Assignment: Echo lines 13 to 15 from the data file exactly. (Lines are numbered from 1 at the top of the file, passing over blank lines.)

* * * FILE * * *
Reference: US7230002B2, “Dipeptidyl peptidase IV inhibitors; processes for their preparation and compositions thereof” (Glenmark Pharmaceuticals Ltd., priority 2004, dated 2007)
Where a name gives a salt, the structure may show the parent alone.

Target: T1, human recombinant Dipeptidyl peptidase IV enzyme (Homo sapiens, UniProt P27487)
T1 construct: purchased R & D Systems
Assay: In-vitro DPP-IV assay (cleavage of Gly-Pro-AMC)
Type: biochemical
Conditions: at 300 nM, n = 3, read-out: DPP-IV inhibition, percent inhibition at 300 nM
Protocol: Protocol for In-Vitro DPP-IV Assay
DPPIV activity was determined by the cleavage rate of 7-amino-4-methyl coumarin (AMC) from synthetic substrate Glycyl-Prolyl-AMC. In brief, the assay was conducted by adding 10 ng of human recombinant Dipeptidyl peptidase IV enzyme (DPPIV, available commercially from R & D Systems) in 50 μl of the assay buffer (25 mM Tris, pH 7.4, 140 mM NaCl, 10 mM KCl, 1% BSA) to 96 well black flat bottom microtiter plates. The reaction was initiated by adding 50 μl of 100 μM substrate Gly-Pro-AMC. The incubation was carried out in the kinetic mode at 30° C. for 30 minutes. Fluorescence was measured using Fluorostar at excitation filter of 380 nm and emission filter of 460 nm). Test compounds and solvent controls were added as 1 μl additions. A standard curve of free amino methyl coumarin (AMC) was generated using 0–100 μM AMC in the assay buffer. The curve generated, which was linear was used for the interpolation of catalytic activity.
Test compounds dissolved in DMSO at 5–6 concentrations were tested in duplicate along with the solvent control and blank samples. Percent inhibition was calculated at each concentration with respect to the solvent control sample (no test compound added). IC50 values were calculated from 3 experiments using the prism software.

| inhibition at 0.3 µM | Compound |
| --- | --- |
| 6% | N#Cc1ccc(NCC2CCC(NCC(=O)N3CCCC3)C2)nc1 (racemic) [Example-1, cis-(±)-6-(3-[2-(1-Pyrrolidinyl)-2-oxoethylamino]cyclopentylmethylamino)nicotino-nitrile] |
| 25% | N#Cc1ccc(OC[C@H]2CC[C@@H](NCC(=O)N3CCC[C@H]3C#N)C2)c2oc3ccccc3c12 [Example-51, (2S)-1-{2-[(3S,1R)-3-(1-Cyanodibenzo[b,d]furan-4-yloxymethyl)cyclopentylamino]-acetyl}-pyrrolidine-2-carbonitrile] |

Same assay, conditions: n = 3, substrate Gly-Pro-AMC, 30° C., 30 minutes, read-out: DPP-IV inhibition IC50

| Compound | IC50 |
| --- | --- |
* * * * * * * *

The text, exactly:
| 6% | N#Cc1ccc(NCC2CCC(NCC(=O)N3CCCC3)C2)nc1 (racemic) [Example-1, cis-(±)-6-(3-[2-(1-Pyrrolidinyl)-2-oxoethylamino]cyclopentylmethylamino)nicotino-nitrile] |
| 25% | N#Cc1ccc(OC[C@H]2CC[C@@H](NCC(=O)N3CCC[C@H]3C#N)C2)c2oc3ccccc3c12 [Example-51, (2S)-1-{2-[(3S,1R)-3-(1-Cyanodibenzo[b,d]furan-4-yloxymethyl)cyclopentylamino]-acetyl}-pyrrolidine-2-carbonitrile] |

Same assay, conditions: n = 3, substrate Gly-Pro-AMC, 30° C., 30 minutes, read-out: DPP-IV inhibition IC50